Review: You Can Always Hand Them Back

Last updated 11:33 18/04/2012

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REVIEW: You Can Always Hand Them Back
Centrepoint Theatre,
World premiere in Palmerston North
April 14 to May 26
Reviewed by Lee Matthews.

Expect to cry at this comedy - I hadn't expected to be so moved.

Cath (Lynda Milligan) and Maurice (George Henare) are busy retirees. The kids have left home, the nest is empty  and they're enjoying life, still in love after all these years. 

But it's a bit quiet. Lonely, if they're honest.

Cath's an eager grandma-in-waiting, hanging out for either   daughter Annabel ("such a beautiful name, of course she calls herself Anna now'') to take time from her law work to have a baby, or for son Mark's wife Juuulia ("she's English, but she's ... very nice, really'').

It's not so much about the kids becoming parents; it's about Cath becoming a grandma. Get ON with it, kids!

 Cath doesn't want to be 93 before she hears the patter of little feet. It happens, and life changes.  Maurice, proud as punch, is a little reluctant and gruff in case anybody notices how much he loves the kids.

 And the babies visit, and the grandparents babysit, and it all builds into that mysterious relationship called love, with all its poignant, painful pleasures. 

Playwright Roger Hall is a  father and grandfather. He's been in these situations. He's driven across town to collect the forgotten teddy, coming back in triumph to find everyone  asleep.

Mark and Juuulia live in England for a while. Such a hole in the grandparents' lives, such a silence. Skype? What's that?

 They're ageing gently; bewildered by change, bits of their bodies getting arthritic and sore.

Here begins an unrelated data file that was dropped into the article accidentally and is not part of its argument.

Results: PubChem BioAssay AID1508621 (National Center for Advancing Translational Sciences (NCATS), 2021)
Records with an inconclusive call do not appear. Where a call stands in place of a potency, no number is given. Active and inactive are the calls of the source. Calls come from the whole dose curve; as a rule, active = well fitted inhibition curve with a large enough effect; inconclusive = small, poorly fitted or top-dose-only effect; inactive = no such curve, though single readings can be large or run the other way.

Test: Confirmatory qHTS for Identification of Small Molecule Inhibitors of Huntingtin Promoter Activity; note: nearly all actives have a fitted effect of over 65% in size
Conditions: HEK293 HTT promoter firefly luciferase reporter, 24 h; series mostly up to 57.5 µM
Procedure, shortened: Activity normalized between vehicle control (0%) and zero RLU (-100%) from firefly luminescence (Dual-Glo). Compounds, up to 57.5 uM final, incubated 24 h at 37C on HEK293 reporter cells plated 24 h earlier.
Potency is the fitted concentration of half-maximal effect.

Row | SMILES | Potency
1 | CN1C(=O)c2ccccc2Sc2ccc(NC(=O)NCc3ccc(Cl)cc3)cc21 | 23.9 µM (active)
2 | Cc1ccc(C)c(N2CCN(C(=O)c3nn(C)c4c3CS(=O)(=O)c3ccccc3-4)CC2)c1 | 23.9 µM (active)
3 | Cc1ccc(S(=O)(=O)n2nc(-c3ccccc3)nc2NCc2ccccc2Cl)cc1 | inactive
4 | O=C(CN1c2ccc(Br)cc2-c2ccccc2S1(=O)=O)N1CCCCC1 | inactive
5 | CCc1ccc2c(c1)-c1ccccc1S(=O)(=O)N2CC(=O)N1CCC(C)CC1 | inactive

Being slowed down. Frustrating. They hate it. But life goes on.

Watching Milligan and Henare is like eavesdropping on 50 years of marriage. Did I really do this to my parents? Of course I did. Will my kids  do  these things to me? Absolutely, they will. They catch the human condition exactly; pain and pleasure, love and loneliness; and the desperate necessity of being needed and useful. Otherwise, what's the point?

The songs carry the emotions. Grandparents' Aerobics had the audience rocking with laughter.

Peter  Skellern's lyrics (played magnificently on piano by Paul Barrett, that man is a show in himself and his pointed comments from behind the piano add so much to the moment) haunt the heart afterwards  "bursting like light through the door''. Imagine the darkness without it.

Art mimics life. Great art captures life, shows it to us in a different way. That's what this show does. See it, or miss something special.

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By Roger Hall, with music and lyrics by Peter Skellern, directed by Jeff Kingsford-Brown.

- Manawatu Standard

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